It’s hard to find an innovation in modern medicine that has impacted human life as much as antibiotics — compounds such as penicillin, which kill or inhibit the growth of bacteria. Diseases that once claimed millions of lives are today treated with few complications (for the most part). However, the overuse and misuse of antibiotics have contributed to a very real public health crisis — the evolution of antibiotic-resistant strains of disease-causing bacteria. These “superbugs,” causing diseases such as extensive drug-resistant tuberculosis (XDR TB), are so dangerous because they cannot be targeted by common antibiotics, making them much more difficult to treat and potentially life-threatening. The development of new or alternative antibiotic therapies is therefore more important than ever.
To this end, University of Chicago researchers have developed a novel method to identify non-antibiotic drugs that could one day help curb bacterial infections — by studying drugs already approved by the FDA for other purposes. In a study published July 29 in mBio®, the online open-access journal of the American Society for Microbiology, the team, led by senior author Howard Shuman, PhD, professor of microbiology, looked at a panel of 640 FDA-approved drugs that have known safety and side effect profiles.
Testing each of these for its ability to disrupt the growth of bacteria within human host cells, the team discovered 101 drugs that show promise in fighting bacterial infections. The researchers showed this in four bacterial strains: Coxiella burnetii (which causes Q fever), Legionella pneumophila (Legionnaires’ disease), Brucella abortus (brucellosis) and Rickettsia conorii (Mediterranean spotted fever). Among the compounds they isolated were loperamide, an antidiarrheal medication sold under the brand name Imodium® and clemastine, an allergy medicine sold as Tavist®, as well as drugs used to treat high blood pressure and angina.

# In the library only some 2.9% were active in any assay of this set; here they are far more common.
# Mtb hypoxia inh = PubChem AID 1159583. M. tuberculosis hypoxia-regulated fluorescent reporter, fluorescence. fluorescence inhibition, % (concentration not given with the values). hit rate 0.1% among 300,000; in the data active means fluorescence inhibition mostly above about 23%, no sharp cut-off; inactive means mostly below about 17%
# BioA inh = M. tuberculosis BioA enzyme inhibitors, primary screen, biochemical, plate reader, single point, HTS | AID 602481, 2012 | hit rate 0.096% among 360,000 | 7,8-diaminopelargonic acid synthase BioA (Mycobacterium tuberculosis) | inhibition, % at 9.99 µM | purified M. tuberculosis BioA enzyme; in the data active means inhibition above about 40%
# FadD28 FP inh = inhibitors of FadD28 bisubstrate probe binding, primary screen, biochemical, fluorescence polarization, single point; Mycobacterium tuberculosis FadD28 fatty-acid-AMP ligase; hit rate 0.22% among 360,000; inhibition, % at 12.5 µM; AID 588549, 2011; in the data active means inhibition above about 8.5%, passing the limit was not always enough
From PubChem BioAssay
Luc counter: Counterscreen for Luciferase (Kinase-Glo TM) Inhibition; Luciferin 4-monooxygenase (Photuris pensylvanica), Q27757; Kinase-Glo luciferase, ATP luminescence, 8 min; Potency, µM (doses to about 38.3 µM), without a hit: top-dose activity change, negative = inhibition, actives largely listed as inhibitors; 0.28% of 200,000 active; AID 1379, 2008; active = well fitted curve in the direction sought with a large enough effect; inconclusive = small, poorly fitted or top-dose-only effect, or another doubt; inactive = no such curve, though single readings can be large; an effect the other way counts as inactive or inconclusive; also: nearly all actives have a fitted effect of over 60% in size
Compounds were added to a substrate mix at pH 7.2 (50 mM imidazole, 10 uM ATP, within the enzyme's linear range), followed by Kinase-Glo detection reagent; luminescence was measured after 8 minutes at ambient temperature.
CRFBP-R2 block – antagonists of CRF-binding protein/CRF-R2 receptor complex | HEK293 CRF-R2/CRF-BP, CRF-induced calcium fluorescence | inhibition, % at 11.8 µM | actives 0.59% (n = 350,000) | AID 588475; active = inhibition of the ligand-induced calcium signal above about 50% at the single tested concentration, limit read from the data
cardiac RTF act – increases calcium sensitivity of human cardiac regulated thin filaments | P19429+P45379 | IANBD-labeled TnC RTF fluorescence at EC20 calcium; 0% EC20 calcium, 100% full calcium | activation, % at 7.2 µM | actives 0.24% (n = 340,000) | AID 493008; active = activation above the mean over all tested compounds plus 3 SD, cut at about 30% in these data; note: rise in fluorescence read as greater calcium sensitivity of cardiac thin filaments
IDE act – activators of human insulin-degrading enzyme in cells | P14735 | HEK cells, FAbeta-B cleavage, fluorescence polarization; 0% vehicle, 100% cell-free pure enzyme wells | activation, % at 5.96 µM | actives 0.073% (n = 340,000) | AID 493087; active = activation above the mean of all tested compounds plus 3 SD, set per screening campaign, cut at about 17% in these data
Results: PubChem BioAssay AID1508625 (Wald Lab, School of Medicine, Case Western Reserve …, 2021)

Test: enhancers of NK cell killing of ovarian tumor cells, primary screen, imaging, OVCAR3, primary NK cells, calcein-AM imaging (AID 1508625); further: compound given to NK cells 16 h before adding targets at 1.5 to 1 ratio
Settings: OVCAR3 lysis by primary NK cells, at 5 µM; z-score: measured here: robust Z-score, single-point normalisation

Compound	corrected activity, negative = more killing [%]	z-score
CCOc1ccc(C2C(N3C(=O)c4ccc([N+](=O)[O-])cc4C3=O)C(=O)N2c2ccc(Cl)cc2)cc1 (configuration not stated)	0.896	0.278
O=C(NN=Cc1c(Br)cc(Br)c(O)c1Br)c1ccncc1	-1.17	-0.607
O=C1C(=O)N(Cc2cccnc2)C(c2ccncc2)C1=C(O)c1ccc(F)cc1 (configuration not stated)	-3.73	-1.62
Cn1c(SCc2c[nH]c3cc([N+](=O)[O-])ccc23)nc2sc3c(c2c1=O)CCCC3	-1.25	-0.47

“With the increasing prevalence of antibiotic resistance among clinically-relevant bacterial pathogens, the requirement for alternative treatment options is at its highest,” said study author Daniel Czyz, PhD, a post-doctoral scholar in Shuman’s lab during this study (now in the lab of Sean Crosson). “We used an approach where we target human cells, not the bacteria, to interfere with host processes that get hijacked by bacteria during infection, but also to make them more resistant and able to clear off infection on their own. This approach can circumvent the problem of antibiotic resistance and when coupled with existing therapies, can shorten the treatment and eliminate any complications associated with a specific infection.”
However, Czyz cautions that these results do not mean that these drugs can immediately be used as a therapy in humans.
“Although we have identified potential novel agents against intracellular bacterial pathogens, our study only reflects their effectiveness in a dish, on a cellular level,” said Czyz. “We still do not understand their effect on the organismal level. Therefore, additional animal work needs to get done before any of these results can be translated to humans.”
Shuman’s lab group did the experiments on C. brunetii and L. pneumophila, while Sean Crosson’s group at University of Chicago carried out the B. abortus work, and Juan Martinez’s group, now at Louisiana State University in Baton Rouge, performed the R. conorii studies. The work, which was done at the Howard T. Ricketts Laboratory, a biocontainment laboratory operated by the University of Chicago in Lemont, Illinois at the Argonne National Laboratory campus, shows that known drugs that interfere with host cell properties can stall intracellular bacterial infections.
“There are emerging infections of all sorts—bacteria, viruses, parasites. Working up a new therapy for such things take time,” said Shuman. “If we have drugs X, Y, or Z to interfere with host cell functions to slow or impede an infection, then we can have something already on hand to attack it.”
The study was funded by the US National Institutes of Health. This story was adapted from a release by the American Society for Microbiology.